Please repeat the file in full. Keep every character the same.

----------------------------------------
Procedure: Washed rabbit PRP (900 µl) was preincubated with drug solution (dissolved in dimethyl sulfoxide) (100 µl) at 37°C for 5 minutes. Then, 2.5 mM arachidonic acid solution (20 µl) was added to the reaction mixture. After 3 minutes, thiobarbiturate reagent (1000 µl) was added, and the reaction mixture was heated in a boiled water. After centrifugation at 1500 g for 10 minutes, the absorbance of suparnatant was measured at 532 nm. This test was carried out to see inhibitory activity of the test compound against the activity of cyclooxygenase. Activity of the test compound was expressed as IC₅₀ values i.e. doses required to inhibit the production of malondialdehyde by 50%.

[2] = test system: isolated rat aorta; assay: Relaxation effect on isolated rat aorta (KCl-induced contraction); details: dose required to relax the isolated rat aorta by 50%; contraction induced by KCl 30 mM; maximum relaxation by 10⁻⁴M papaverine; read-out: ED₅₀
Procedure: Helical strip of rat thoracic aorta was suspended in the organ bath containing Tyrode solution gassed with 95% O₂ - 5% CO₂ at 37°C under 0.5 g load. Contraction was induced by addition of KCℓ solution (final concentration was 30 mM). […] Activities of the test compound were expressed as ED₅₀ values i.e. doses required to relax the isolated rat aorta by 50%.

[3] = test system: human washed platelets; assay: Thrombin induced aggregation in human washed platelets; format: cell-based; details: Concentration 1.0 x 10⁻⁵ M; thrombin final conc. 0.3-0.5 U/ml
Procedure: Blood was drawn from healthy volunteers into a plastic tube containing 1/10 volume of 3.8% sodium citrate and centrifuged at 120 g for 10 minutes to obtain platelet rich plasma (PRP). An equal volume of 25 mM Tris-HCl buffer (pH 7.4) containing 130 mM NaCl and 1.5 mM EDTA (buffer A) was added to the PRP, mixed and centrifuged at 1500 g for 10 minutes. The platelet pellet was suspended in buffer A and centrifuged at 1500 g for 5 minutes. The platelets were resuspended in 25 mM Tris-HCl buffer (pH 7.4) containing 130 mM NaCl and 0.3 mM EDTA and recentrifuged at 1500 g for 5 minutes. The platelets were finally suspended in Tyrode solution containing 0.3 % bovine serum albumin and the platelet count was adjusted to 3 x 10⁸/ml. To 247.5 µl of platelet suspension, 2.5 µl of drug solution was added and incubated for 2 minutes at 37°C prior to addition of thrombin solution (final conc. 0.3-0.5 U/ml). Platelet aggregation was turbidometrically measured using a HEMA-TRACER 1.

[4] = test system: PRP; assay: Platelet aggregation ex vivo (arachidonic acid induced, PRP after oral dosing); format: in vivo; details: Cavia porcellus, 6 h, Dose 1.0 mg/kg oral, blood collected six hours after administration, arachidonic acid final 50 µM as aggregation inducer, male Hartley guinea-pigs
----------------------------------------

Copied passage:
Procedure: Washed rabbit PRP (900 µl) was preincubated with drug solution (dissolved in dimethyl sulfoxide) (100 µl) at 37°C for 5 minutes. Then, 2.5 mM arachidonic acid solution (20 µl) was added to the reaction mixture. After 3 minutes, thiobarbiturate reagent (1000 µl) was added, and the reaction mixture was heated in a boiled water. After centrifugation at 1500 g for 10 minutes, the absorbance of suparnatant was measured at 532 nm. This test was carried out to see inhibitory activity of the test compound against the activity of cyclooxygenase. Activity of the test compound was expressed as IC₅₀ values i.e. doses required to inhibit the production of malondialdehyde by 50%.

[2] = test system: isolated rat aorta; assay: Relaxation effect on isolated rat aorta (KCl-induced contraction); details: dose required to relax the isolated rat aorta by 50%; contraction induced by KCl 30 mM; maximum relaxation by 10⁻⁴M papaverine; read-out: ED₅₀
Procedure: Helical strip of rat thoracic aorta was suspended in the organ bath containing Tyrode solution gassed with 95% O₂ - 5% CO₂ at 37°C under 0.5 g load. Contraction was induced by addition of KCℓ solution (final concentration was 30 mM). […] Activities of the test compound were expressed as ED₅₀ values i.e. doses required to relax the isolated rat aorta by 50%.

[3] = test system: human washed platelets; assay: Thrombin induced aggregation in human washed platelets; format: cell-based; details: Concentration 1.0 x 10⁻⁵ M; thrombin final conc. 0.3-0.5 U/ml
Procedure: Blood was drawn from healthy volunteers into a plastic tube containing 1/10 volume of 3.8% sodium citrate and centrifuged at 120 g for 10 minutes to obtain platelet rich plasma (PRP). An equal volume of 25 mM Tris-HCl buffer (pH 7.4) containing 130 mM NaCl and 1.5 mM EDTA (buffer A) was added to the PRP, mixed and centrifuged at 1500 g for 10 minutes. The platelet pellet was suspended in buffer A and centrifuged at 1500 g for 5 minutes. The platelets were resuspended in 25 mM Tris-HCl buffer (pH 7.4) containing 130 mM NaCl and 0.3 mM EDTA and recentrifuged at 1500 g for 5 minutes. The platelets were finally suspended in Tyrode solution containing 0.3 % bovine serum albumin and the platelet count was adjusted to 3 x 10⁸/ml. To 247.5 µl of platelet suspension, 2.5 µl of drug solution was added and incubated for 2 minutes at 37°C prior to addition of thrombin solution (final conc. 0.3-0.5 U/ml). Platelet aggregation was turbidometrically measured using a HEMA-TRACER 1.

[4] = test system: PRP; assay: Platelet aggregation ex vivo (arachidonic acid induced, PRP after oral dosing); format: in vivo; details: Cavia porcellus, 6 h, Dose 1.0 mg/kg oral, blood collected six hours after administration, arachidonic acid final 50 µM as aggregation inducer, male Hartley guinea-pigs